The Ombudsmen - Human Rights Act and Tribunalsgreenspun.com : LUSENET : Repossession : One Thread
The following may give an insight into the Ombudsmen's views of Article 6 of the Huma Rights Act and tribunals in general.
MINUTES OF EVIDENCE TAKEN BEFORE THE JOINT COMMITTEE ON FINANCIAL SERVICES AND MARKETS
EXAMINATION OF WITNESSES
THURSDAY 15 APRIL 1999 Minutes reagrding the new Financial Services Ombudsman scheme:
*** READ THE FULL REPORT *** at :
This phrase regarding article 6 of the Human Rights Act is an example of their views; "The issue therefore is, how does one minimise the effects of Article 6 and that is something upon which we have more work to do."
I would welcome comments from anyone once they have read the report.
-- Tony Hayter (Tony@Hayter.com), November 06, 2000
Following a number of Emails regarding this report I thought I'd make the following points:
You don't have to type the link above into your browser. Instead just highlight the link, select copy, then paste it into the address box in your browser and then just hit the enter key.
The relevant page of the report is can be found in the Examination of witnesses (Questions 465 - 479). This a direct link to that page:
You should note that Mr.Dean states that he has been deputed to act as a quasi-spokesman for the other Ombudsmen present which include the Banking Ombudsman and the Building Societies Ombudsman. The most pertinent paragraphs are from Question 474 onwards.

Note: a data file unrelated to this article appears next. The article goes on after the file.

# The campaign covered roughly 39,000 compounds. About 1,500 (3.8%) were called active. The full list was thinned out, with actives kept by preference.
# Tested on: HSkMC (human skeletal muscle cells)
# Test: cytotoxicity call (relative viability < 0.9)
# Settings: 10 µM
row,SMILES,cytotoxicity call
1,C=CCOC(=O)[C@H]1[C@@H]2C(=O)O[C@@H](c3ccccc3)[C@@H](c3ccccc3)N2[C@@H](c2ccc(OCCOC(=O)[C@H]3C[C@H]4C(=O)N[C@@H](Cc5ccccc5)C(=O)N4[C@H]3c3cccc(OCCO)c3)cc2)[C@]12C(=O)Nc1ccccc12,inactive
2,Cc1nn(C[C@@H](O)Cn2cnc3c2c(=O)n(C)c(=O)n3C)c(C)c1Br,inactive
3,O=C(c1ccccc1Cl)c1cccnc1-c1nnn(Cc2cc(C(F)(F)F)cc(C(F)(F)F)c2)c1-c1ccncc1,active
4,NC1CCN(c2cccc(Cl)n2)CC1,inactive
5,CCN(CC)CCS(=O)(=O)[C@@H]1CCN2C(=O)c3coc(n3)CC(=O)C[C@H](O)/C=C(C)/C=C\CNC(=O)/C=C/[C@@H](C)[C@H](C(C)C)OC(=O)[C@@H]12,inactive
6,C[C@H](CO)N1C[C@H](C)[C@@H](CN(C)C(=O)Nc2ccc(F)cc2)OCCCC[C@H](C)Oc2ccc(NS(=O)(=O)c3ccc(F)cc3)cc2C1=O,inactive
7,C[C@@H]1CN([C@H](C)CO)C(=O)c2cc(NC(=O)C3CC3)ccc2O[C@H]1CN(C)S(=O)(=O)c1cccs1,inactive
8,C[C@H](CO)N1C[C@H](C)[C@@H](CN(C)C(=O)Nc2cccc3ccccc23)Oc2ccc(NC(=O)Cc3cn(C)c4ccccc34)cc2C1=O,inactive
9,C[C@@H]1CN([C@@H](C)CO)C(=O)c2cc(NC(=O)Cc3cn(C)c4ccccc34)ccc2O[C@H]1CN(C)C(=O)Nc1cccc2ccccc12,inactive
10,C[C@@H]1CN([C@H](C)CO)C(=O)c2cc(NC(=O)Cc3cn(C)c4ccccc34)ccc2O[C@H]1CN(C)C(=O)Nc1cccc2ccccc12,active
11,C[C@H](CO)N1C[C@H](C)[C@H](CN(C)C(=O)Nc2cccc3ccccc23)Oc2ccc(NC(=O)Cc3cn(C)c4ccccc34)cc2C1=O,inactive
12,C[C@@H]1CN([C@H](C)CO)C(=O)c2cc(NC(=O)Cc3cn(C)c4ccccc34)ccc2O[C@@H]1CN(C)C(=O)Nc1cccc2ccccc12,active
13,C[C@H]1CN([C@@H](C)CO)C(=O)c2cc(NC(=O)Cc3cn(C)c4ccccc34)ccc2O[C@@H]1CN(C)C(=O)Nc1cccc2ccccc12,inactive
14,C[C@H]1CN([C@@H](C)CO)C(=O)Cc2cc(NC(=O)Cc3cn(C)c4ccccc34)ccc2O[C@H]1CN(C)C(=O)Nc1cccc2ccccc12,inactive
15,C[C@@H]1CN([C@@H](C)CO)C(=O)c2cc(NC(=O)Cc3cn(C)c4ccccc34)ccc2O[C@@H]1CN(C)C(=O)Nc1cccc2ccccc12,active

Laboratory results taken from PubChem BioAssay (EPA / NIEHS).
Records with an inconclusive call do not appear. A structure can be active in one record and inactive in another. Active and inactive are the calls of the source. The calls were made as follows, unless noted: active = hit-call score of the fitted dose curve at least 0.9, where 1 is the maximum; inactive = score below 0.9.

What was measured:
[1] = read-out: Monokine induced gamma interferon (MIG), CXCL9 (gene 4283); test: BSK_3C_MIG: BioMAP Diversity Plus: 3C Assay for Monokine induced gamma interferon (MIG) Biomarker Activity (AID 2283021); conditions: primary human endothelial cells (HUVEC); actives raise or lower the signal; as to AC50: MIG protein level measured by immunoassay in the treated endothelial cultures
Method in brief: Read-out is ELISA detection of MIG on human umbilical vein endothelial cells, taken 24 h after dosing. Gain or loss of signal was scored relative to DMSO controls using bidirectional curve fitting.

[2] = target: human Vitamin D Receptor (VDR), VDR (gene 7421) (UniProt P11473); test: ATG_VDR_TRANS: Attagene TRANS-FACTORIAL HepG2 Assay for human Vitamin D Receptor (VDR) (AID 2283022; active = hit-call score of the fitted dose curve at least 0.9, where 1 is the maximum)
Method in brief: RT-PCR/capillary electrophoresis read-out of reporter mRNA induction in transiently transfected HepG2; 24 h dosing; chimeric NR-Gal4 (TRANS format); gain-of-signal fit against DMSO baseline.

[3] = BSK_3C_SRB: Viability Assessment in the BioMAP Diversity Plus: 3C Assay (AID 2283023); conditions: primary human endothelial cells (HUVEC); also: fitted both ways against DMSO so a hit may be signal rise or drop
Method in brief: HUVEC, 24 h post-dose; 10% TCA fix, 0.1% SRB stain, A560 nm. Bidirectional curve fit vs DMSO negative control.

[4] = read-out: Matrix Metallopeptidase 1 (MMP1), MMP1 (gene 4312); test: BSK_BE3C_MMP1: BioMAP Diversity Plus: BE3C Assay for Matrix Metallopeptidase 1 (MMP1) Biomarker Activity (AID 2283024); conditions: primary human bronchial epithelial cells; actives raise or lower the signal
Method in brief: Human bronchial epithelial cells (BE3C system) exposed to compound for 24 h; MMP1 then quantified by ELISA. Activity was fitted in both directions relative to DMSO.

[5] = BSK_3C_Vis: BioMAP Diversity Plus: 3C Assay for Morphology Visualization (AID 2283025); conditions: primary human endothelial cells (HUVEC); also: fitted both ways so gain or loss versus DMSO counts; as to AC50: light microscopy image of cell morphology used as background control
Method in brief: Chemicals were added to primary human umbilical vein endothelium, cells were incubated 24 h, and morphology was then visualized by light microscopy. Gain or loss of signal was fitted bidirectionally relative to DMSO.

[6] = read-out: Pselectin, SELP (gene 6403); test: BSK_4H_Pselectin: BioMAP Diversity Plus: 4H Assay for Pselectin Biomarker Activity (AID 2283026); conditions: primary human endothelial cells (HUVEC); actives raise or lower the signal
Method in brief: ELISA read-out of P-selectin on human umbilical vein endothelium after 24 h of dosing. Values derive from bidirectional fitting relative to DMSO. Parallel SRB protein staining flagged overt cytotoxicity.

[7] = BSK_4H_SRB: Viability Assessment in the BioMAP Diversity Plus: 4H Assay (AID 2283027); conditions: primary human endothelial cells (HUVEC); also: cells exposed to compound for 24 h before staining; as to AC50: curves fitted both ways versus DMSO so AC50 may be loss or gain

-- Tony Hayter (Tony@Hayter.com), November 06, 2000.
This is extremely worrying. On the one hand, the Ombudsmen are admitting to a parliamentary committee that the Human Rights Act does of course make differences to people's exercising of their rights (in this case, their right to tribunal hearings rather than merely to decisions-by-post); but on the other hand the Ombudsmen are working on ways to keep things exactly as they were before the HRA. came into effect The evidence of this in practice is the letters the various Ombudsmen's offices are currently sending out saying that the Ombudsmen (as opposed to the provisions of Law) still determine who does and does not get a tribunal hearing. So nothing has changed - despite the fundamental freedoms and rights guaranteed by the Human Rights Act. Does anyone smell a rat? I wonder if it can anything to do with the fact that, say, the Banking Ombudsman Office is a company whose directors work in the banking sector? But surely not. Smack my wrist for being cynical.
-- Eleanor Scott (firstname.lastname@example.org), November 06, 2000.
We rest our case!
-- jacky jones (email@example.com), November 06, 2000.